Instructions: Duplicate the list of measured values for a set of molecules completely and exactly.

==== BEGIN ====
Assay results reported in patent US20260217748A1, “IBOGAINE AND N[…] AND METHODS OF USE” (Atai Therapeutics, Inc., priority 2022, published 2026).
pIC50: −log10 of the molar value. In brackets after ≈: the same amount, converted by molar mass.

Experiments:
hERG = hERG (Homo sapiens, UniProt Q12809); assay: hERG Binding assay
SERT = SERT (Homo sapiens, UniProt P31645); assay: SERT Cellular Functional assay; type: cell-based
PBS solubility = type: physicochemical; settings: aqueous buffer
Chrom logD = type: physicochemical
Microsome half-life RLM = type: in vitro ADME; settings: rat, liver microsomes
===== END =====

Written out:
Assay results reported in patent US20260217748A1, “IBOGAINE AND N[…] AND METHODS OF USE” (Atai Therapeutics, Inc., priority 2022, published 2026).
pIC50: −log10 of the molar value. In brackets after ≈: the same amount, converted by molar mass.

Experiments:
hERG = hERG (Homo sapiens, UniProt Q12809); assay: hERG Binding assay
SERT = SERT (Homo sapiens, UniProt P31645); assay: SERT Cellular Functional assay; type: cell-based
PBS solubility = type: physicochemical; settings: aqueous buffer
Chrom logD = type: physicochemical
Microsome half-life RLM = type: in vitro ADME; settings: rat, liver microsomes